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Open Access Articles- Top Results for 2010 Africa Cup of Nations

2010 Africa Cup of Nations

2010 Africa Cup of Nations
Taça de África das Nações de 2010
180px
Africa Cup of Nations 2010 official logo
Tournament details
Host country Angola
Dates 10–31 January
Teams 15 (from 1 confederation)
Venue(s)(in 4 host cities)
Final positions
Champions 23x15px Egypt (7th title)
Runners-up 23x15px Ghana
Third place 23x15px Nigeria
Fourth place 23x15px Algeria
Tournament statistics
Matches played 29
Goals scored 71 (2.45 per match)
Attendance 543,500 (18,741 per match)
Top scorer(s) 23x15px Gedo (5 goals)
Best player 23x15px Ahmed Hassan
2008
2012

The 2010 Africa Cup of Nations, also known as the Orange Africa Cup of Nations for sponsorship reasons, was the 27th Africa Cup of Nations, the biennial football championship of Africa (CAF). It was held in Angola, where it began on 10 January 2010 and concluded on 31 January.[1][2]

In the tournament, the hosts Angola were to be joined by 15 nations who advanced from the qualification process that began in October 2007 and involved 53 African national teams. The withdrawal of Togo after a terrorist attack on their bus upon arriving for the tournament reduced the number of participating nations to 15. A total of 29 games were played, instead of the scheduled 32 games. Egypt won the tournament, their seventh ACN title and an unprecedented third in a row, beating Ghana 1–0 in the final.[3]

Host selection

Angola was awarded the right to host the tournament by CAF in a decision to rotate the hosting of the Cup and allow new nations like Angola, Gabon and Equatorial Guinea a chance to host the tournament. Bids from Mozambique, Namibia, Zimbabwe and Senegal were rejected. Gabon and Equatorial Guinea were also awarded the hosting rights to the 2012 Nations Cup, while Libya would be hosting the event for the second time in 2014. Two-time former host Nigeria is the reserve host for the 2010, 2012 and 2014 Nations Cups, in the event that any of the host countries fails to meet the requirements established by CAF.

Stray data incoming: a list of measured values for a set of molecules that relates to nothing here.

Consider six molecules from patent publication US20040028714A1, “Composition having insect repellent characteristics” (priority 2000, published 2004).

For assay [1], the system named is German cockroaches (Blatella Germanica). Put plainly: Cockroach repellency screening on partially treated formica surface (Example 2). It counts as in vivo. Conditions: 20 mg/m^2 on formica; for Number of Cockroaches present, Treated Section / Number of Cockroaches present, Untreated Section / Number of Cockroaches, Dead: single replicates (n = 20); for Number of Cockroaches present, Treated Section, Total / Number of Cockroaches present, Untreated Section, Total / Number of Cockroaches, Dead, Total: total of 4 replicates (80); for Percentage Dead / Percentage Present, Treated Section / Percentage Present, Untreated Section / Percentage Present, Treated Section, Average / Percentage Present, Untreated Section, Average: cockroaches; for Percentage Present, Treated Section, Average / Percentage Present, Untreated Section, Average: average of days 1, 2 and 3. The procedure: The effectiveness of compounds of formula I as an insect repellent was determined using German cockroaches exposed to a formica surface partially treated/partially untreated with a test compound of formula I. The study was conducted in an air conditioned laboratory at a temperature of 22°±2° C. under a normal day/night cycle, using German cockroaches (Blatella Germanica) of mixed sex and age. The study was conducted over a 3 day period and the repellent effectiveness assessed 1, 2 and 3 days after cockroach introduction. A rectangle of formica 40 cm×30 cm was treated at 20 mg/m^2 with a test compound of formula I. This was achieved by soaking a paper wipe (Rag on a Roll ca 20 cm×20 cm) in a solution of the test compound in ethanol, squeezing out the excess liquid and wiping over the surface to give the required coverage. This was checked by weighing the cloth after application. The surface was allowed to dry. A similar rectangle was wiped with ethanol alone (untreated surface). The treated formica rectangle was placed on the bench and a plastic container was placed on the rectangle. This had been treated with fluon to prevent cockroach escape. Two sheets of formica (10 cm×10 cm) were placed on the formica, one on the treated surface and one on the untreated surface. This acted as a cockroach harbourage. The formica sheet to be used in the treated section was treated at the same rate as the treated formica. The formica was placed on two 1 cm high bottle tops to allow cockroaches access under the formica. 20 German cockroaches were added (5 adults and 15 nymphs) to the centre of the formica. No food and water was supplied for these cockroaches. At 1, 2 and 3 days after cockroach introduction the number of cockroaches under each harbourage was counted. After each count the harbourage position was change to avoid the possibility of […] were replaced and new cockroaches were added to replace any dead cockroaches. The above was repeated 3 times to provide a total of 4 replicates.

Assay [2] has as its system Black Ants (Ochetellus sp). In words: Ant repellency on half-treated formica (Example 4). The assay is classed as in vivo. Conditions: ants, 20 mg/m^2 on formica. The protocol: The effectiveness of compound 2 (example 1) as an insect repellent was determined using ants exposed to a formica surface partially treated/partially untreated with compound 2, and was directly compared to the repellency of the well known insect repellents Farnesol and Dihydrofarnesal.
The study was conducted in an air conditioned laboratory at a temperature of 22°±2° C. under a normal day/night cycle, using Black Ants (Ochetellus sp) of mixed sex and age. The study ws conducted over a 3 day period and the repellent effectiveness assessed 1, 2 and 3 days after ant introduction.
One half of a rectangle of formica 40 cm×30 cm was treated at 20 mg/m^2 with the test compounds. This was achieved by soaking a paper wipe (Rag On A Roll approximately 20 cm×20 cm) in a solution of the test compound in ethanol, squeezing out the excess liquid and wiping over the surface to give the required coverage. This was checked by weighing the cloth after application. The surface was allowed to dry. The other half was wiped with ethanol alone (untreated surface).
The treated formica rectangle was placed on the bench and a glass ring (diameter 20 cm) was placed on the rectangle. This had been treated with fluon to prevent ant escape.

Qualification

The Confederation of African Football announced that the 2010 FIFA World Cup qualification would also be the qualification for this tournament. Despite the fact Angola are the host of the 2010 Africa Cup of Nations, they also needed to participate in the 2010 FIFA World Cup qualification. A similar situation was true for South Africa. Although they will be the hosts for the 2010 FIFA World Cup, they still needed to compete in the qualification tournament in order to qualify for the 2010 Africa Cup of Nations.[4]

Qualified teams

File:African Cup of Nations 2010.png
A map of Africa showing the qualified nations, highlighted by stage reached.

Venues

Luanda Cabinda
Estádio 11 de Novembro Estádio Nacional do Chiazi
150px 150px